i. Priority Sector Lending:

Credit to the MSE sector is ensured as part of the priority sector lending by banks. Banks are required to compulsorily ensure that a specified percentage (currently 40% for domestic commercial banks and 32% for foreign banks) of their overall lending is made to priority sectors as classified by the government. These sectors include agriculture, small enterprises, retail trade, etc.

ii. Institutional Arrangement:

SIDBI is the principal financial institution for promotion, financing, and development of the MSE sector. Apart from extending financial assistance to the sector, it coordinates the functions of institutions engaged in similar activities. State financial corporations (SFCs) and twin-function state industrial development corporations (SEDCs) at the state level are the main sources of long-term finance for the MSE sector.

With the liberalization of the Indian economy, greater emphasis was placed on meeting the credit needs of MSEs.

This was manifest through the following initiatives:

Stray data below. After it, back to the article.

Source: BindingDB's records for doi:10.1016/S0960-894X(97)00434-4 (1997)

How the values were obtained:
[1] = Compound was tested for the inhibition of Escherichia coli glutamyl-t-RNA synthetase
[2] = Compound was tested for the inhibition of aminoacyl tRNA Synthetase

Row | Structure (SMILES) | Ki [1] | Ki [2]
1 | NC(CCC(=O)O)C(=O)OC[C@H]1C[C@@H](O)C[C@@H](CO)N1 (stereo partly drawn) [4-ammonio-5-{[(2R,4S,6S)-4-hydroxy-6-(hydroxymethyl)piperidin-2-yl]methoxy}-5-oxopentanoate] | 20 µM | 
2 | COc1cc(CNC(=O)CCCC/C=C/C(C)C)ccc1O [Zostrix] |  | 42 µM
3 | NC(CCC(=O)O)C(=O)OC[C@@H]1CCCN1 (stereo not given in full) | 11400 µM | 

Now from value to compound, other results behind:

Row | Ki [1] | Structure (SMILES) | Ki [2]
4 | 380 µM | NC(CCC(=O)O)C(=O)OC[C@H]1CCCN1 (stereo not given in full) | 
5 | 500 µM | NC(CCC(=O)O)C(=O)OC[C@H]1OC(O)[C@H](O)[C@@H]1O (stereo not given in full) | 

a. Earmarking of credit for micro enterprises within overall lending to micro and small enterprises.

b. Opening of specialized SME branches.

c. Enhancement in the limit for computation of the aggregate working capi­tal requirements on the basis of minimum 20% of the projected annual turnover.

d. Enhancement of composite loan to Rs.1 crore (Rs.10 million).

e. No collateral security for loans up to Rs.5 lakh (Rs.0.5 million). Banks may on the basis of good track record and financial position of the units, increase the limit of dispensation of collateral requirement for loans up to Rs.25 lakh (2.5 million).

2. Marketing Support:

In today’s world, marketing is much more than mere selling. Small enterprises can hardly match the advertising might or distribution reach of a large corporation. In India, small units sell best in limited or neighbourhood markets or when they are meeting a low volume specialized demand which no large player can effectively cater to.